The Optimization Planning Tool for Urban Search (OPTUS) helps search teams efficiently sweep an area to determine whether a potential radiological or nuclear threat is present.
As the availability of nuclear technologies, materials, and know-how continues to spread, nuclear proliferation challenges grow and evolve. In response, Lawrence Livermore scientists and engineers work closely with federal, state, and local agencies to develop technical solutions that can help prevent, monitor, and mitigate proliferation activities. The Optimization Planning Tool for Urban Search (OPTUS) is one technology under development that has significant potential for improving how investigative teams search for potentially dangerous materials in metropolitan areas.
Law enforcement and homeland security agencies typically need to ensure that an area is clear of radiological or nuclear threats under two conditions: when credible reason exists that a device may have been planted or as part of a general sweep in advance of a special event. For example, sweeps are routinely conducted for major sporting events, parades, political speeches, or a presidential inauguration. Conventional urban-search approaches, while effective, often result in the inefficient use of trained personnel and the available vehicle-mounted or human-portable radiation-detection equipment. In addition, search teams typically divide an area into sections and do their best to search their assigned portion under severe time constraints, leaving teams with uncertain confidence about the overall effectiveness of their efforts.
OPTUS is being developed with support from the National Nuclear Security Administration’s Office of Defense Nuclear Nonproliferation Research and Development in collaboration with Lawrence Berkeley and Oak Ridge national laboratories and the Remote Sensing Laboratory at Andrews Air Force Base. The novel technology is designed to help search teams cover a designated urban area (for example, several square kilometers around a city center) more efficiently. The goal is to either find a stationary radioactive source or declare the area free of potential threats with a quantitative estimate of confidence.
The OPTUS software program uses a family of Livermore-developed computationally efficient algorithms to optimize search assets within time restrictions. Maps of the area to be searched, background radiation readings, and other site-specific data are all uploaded into OPTUS. The software then assembles a model of the search area to define potential source and detector locations. This model includes the road network; metadata associated with individual road segments, such as road class or number of lanes; turn restrictions at intersections; and building locations and footprints.
When creating search models, OPTUS assumes the radioactive source is stationary and can be located anywhere in the outside search area. The software shows how to most efficiently search the prescribed area, given the number of available vehicles with radiation detectors and pedestrians equipped with handheld detectors. For vehicle- based searches, the software calculates turn-by-turn instructions that users upload to a navigation device such as a cell phone or laptop computer equipped with a global positioning system.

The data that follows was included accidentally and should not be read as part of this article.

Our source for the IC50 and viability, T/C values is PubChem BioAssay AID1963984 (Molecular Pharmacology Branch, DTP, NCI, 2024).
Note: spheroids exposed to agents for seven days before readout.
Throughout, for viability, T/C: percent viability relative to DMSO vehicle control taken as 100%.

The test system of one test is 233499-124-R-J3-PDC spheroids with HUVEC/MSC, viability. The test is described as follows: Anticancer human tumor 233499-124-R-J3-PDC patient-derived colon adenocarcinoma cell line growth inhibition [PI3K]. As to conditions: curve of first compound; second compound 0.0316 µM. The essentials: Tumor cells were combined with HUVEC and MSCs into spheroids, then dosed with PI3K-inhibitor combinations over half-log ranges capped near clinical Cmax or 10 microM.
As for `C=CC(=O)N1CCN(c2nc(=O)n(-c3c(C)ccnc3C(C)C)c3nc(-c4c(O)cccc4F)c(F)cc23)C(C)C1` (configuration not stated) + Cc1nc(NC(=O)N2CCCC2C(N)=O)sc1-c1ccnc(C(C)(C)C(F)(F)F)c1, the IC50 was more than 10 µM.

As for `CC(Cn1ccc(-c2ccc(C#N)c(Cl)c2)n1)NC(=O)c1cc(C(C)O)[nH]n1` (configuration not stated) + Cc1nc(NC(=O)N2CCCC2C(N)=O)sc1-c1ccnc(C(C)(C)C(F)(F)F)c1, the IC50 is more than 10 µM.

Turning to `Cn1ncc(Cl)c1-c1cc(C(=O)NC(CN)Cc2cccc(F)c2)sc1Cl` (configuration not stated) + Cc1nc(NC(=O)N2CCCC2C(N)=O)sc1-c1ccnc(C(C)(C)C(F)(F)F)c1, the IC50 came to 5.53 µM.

OPTUS provides a confidence level as to how effectively the search effort clears the designated area. A “coverage estimator” is computed and the results displayed by color-coding each possible source location corresponding to the confidence level that the source is not there. Initially, this calculation is done in advance of the search to explore optimal performance under various conditions and assumptions. During or after an actual search, OPTUS can estimate at any time the degree of clearing that has been achieved up to that point. The color-coded “heat map” can be updated to allow personnel to see the extent of the cleared area as the search proceeds.
Ultimately, OPTUS will be able to calculate the best plans for both wide-area exterior searches and those for high-interest locations. The first is done with vehicle-mounted detectors whose movement is constrained by the road network. Since vehicles must perform the search while following the flow of traffic, OPTUS optimizes both the number of times needed to traverse each road segment as well as the driving route to achieve those traversals. For example, a good route may revisit the hardest-toclear road segments multiple times while avoiding time-consuming left- and U-turns. The second search approach involves a closer pass of selected high-interest locations by an individual carrying a detector on foot or in an all-terrain vehicle. A high-interest location could be a building associated with a prominent special event or a venue that may be attractive to an adversary for staging, and ultimately detonating, a weapon. In addition, for high-interest locations that are searched by pedestrian teams, OPTUS can compute optimal “dwell” times at positions around the location to maximize the probability of detection given the total search time and the area.
Technologies such as OPTUS are certain to make searches for radioactive materials more efficient and cost effective. OPTUS also showcases Livermore’s ongoing efforts to strengthen capabilities for guarding against the use of weapons of mass destruction by either terrorists or a rogue nation. The novel software is also one example of how the Laboratory understands customer needs, applies relevant technologies, and partners with other institutions to meet the demands of national security.